EARLY VOX SUPREMES
Jennings Musical Industries: March - late 1967
The picture above is from the Vox solid state catalogue of July 1967. The amp ilustrated is actually a pre-production model - note the position of the footswitch socket. For more on prototypes and pre-production amps, see this page.
Produced at the Burndept / Vox factory in Erith, the Vox Supreme was the flagship of the new solid state range, its smaller kin being the Virtuoso, Conqueror and Defiant. For an overview of the early advertising, see this page.
Its general format: a "Super Twin" guitar amp, that is to say separate amp and speaker cabinet, 100W output, twin channel, with distortion, reverb and tremolo operated by a three-button footswitch. The Normal channel had the tremolo along with switchable top boost. The Brilliant (treble) channel had the distortion and a mid range boost effects network. Reverb could be switched between the two.
The speaker cab took the same form as an AC100 cab, but with new ceramic drivers - Celestion T1279s, 15 ohm and rated at 20-25 watts. Total power handling, the two Midax horns included, was probably in the region of 120W, which some Supremes could certainly kick out if their output stages had been set up to run hot.
An extract from the Vox pricelist of July 1967. The Supreme cost £271 and 19 shillings. In today's money, that would be around £4,500 according to the Bank of England's inflation calculator. see this page.
The first band to be issued with new Supremes was The Rolling Stones (in March 1967) - see this page. Alan Harding, chief engineer at Vox, accompanied the band on their European tour in Spring 1967 to monitor the performance of the new amps and the ceramic speakers, about which there was some concern (comm. from AH), needless as it turned out.
At some point in the second third of 1967, JMI introduced the tilt-back stand. As in the case of the Conqueror and Defiant, the amp was attached to the cab with removable brackets - a really bad idea, as Supremes are surprisingly heavy. The top section of the chrome frame often left circular grooves on the sides of the cabs - see serial no. 1094 below. See the Supreme cabs page for further examples.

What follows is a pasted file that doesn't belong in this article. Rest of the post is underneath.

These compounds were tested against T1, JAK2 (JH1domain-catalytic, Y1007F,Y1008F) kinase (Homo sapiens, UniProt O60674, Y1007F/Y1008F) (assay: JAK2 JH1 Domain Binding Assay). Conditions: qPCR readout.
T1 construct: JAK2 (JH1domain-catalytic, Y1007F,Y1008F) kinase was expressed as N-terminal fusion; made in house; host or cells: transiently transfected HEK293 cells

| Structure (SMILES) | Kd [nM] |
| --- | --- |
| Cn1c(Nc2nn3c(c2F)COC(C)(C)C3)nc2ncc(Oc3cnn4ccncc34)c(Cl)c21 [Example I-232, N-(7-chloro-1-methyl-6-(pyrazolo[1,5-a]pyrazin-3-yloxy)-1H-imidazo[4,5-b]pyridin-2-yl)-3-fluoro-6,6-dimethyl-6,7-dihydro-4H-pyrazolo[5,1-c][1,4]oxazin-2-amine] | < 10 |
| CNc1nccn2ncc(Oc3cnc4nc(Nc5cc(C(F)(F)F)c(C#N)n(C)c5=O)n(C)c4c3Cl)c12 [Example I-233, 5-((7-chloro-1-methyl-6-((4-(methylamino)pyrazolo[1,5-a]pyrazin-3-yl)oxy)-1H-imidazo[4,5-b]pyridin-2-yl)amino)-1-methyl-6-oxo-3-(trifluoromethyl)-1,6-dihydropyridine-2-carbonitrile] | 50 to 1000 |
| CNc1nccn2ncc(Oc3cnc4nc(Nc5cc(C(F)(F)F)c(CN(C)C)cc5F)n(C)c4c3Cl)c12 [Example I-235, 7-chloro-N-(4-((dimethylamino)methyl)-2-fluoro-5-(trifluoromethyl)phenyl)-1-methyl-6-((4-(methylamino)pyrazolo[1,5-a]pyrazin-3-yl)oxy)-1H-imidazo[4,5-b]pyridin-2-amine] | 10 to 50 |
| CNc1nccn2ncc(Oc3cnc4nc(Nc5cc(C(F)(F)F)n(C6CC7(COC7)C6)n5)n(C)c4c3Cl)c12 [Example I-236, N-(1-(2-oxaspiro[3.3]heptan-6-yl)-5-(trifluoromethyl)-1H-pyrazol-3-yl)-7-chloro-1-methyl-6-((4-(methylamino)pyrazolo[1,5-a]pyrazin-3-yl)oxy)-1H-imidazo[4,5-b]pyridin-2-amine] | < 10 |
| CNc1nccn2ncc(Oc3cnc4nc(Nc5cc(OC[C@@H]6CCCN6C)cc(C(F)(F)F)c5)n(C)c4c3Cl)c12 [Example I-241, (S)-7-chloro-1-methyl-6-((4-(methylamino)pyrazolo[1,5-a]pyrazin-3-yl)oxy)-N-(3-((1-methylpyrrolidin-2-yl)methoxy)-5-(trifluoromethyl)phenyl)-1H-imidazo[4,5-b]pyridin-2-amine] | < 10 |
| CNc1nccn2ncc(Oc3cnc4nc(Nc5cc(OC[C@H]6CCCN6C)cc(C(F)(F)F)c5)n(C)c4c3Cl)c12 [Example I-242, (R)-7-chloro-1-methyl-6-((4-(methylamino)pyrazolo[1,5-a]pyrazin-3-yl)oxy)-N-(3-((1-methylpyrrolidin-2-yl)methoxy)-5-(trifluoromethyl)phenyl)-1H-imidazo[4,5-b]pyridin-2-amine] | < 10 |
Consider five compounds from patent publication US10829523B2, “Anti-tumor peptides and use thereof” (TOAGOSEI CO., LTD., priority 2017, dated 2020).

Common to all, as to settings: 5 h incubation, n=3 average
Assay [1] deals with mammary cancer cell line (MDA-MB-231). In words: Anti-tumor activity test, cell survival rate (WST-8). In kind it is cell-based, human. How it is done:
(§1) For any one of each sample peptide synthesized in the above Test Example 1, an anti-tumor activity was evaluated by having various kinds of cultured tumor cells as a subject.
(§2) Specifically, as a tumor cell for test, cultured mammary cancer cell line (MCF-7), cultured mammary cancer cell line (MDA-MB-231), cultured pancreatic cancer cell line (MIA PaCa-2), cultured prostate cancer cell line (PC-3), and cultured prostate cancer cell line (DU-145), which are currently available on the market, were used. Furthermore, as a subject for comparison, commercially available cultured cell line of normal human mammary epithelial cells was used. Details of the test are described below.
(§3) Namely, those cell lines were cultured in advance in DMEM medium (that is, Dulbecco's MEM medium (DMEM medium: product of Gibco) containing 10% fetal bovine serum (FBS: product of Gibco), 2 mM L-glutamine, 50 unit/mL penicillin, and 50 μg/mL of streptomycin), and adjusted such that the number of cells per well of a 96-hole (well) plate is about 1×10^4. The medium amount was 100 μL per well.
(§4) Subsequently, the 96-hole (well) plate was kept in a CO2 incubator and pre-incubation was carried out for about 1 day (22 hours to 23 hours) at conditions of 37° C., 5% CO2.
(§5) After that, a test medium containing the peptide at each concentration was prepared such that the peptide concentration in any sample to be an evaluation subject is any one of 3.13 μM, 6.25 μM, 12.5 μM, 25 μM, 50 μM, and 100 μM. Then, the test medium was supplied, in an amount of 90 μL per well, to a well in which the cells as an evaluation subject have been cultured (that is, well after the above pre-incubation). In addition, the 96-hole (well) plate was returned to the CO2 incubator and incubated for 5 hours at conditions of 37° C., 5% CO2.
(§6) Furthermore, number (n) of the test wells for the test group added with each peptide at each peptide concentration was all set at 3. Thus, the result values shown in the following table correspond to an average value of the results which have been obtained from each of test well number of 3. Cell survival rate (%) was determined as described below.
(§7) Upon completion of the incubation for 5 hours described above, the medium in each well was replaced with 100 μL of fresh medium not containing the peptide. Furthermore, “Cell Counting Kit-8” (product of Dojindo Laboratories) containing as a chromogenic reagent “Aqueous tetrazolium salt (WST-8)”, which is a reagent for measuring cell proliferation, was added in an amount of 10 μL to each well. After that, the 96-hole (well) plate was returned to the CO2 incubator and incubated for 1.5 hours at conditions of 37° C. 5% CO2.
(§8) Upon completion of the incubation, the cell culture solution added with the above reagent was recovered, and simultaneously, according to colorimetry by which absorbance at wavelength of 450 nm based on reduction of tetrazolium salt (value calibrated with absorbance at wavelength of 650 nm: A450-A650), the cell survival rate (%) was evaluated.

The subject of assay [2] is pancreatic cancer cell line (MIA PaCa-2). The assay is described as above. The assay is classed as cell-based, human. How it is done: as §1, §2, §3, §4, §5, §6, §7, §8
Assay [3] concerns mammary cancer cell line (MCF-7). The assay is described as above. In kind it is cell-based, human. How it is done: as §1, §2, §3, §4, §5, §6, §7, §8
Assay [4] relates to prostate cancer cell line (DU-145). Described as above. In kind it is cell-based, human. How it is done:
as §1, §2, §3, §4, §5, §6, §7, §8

General characteristics of the earliest (first generation) amps - serial numbers 1001-1160:
- The numbering sequence began at 1001.
- Serial number plates of known early amps give the number in the form: ST--xxxx.
- Control panels are brownish in colour.
- The jack sockets have chromed metal tops and white surrounds (also used on the pre-production amps). Internally the jacks are metal and of open construction, rather than the closed black plastic units of second generation JMI amps (and later).
- Preamp and power sections have stamped serial numbers. As in the case of all Burndept-made amps, these are not sequential from amp to amp. The chassis were stacked randomly and gathered up for production in no particular order.
- External screw fixings are provided for the preamp - tell-tale screw holes on top of the amp - next to the front corner protectors. These were dropped in second generation amps.
- The back boards, which are covered in grille cloth, have angled corners. This style of board carried through to second generation Supremes.
- Logos are in silver, and say VOX only.
- The paired indicator lamps and standby switch arrangement continued through to second generation amps; it was dropped later on.
- Perforated metal grilles on top of the amp and at the top of the back board also continued through to second generation amps; later replaced by plastic and solid back board.
- Early Supremes were in several instances issued with 7120 / 4120 cabs to the keyboardists of notable bands.
- Supreme cabs have at first ceramic Celestion T1279 drivers and Goodmans midax horns. Amps were generally produced before the cabs they were paired with.
- Later in 1967, cabs had Goodmans speakers, code "241H 1236 15" - "241H" being the style of frame, "H" for heavy magnet, "1236" being the cone, and "15" the impedance. Celestion rather than Goodmans horns were sometimes fitted - see serial number 1121 for instance.
- The schematic for the preamp is OS/136, and for the power amp OS/135
Below, a register of surviving amps. If anyone knows of early Supremes that have not yet been included, do let me know.
Serial number 1058 - currently in the UK
Power amp chassis 1045. Preamp chassis 1782. Required some bringing back to life, but everything now in working order. The handle is new, as is the MRB selector switch. Some of the knobs, acquired separately, are from something like a Vox Echo unit, or perhaps effects units. The original Belling Lee mains input survives, as does the original mains cable. The main CCL filter caps have date codes "K6" and "L6" = November and December 1966.
Serial number 1065 - currently in the UK
Bought in Southampton in the mid 1990s and taken to Portugal. Returned to the UK in 2015. One of the main filter caps has the date code "K6" = Nov. 1966. Inspection of other components to follow.